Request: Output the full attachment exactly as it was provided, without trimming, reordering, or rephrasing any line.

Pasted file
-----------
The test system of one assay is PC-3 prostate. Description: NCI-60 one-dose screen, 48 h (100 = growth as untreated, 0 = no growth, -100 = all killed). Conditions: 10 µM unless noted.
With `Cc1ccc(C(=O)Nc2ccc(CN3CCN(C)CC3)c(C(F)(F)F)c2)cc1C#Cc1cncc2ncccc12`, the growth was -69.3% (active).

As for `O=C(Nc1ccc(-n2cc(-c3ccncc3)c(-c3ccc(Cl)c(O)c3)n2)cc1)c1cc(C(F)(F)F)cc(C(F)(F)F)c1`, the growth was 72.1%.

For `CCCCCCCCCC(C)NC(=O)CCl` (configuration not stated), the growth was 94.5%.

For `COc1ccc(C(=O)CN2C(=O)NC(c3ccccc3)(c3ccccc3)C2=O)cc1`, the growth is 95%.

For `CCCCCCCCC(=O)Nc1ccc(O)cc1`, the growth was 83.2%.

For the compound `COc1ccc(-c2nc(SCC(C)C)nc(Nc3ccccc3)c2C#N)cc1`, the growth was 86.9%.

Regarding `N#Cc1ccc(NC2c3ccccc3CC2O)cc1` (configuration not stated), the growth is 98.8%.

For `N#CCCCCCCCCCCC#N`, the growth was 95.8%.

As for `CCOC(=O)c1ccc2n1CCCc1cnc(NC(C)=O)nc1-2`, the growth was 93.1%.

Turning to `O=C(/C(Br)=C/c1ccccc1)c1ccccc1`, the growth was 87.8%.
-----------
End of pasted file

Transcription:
The test system of one assay is PC-3 prostate. Description: NCI-60 one-dose screen, 48 h (100 = growth as untreated, 0 = no growth, -100 = all killed). Conditions: 10 µM unless noted.
With `Cc1ccc(C(=O)Nc2ccc(CN3CCN(C)CC3)c(C(F)(F)F)c2)cc1C#Cc1cncc2ncccc12`, the growth was -69.3% (active).

As for `O=C(Nc1ccc(-n2cc(-c3ccncc3)c(-c3ccc(Cl)c(O)c3)n2)cc1)c1cc(C(F)(F)F)cc(C(F)(F)F)c1`, the growth was 72.1%.

For `CCCCCCCCCC(C)NC(=O)CCl` (configuration not stated), the growth was 94.5%.

For `COc1ccc(C(=O)CN2C(=O)NC(c3ccccc3)(c3ccccc3)C2=O)cc1`, the growth is 95%.

For `CCCCCCCCC(=O)Nc1ccc(O)cc1`, the growth was 83.2%.

For the compound `COc1ccc(-c2nc(SCC(C)C)nc(Nc3ccccc3)c2C#N)cc1`, the growth was 86.9%.

Regarding `N#Cc1ccc(NC2c3ccccc3CC2O)cc1` (configuration not stated), the growth is 98.8%.

For `N#CCCCCCCCCCCC#N`, the growth was 95.8%.

As for `CCOC(=O)c1ccc2n1CCCc1cnc(NC(C)=O)nc1-2`, the growth was 93.1%.

Turning to `O=C(/C(Br)=C/c1ccccc1)c1ccccc1`, the growth was 87.8%.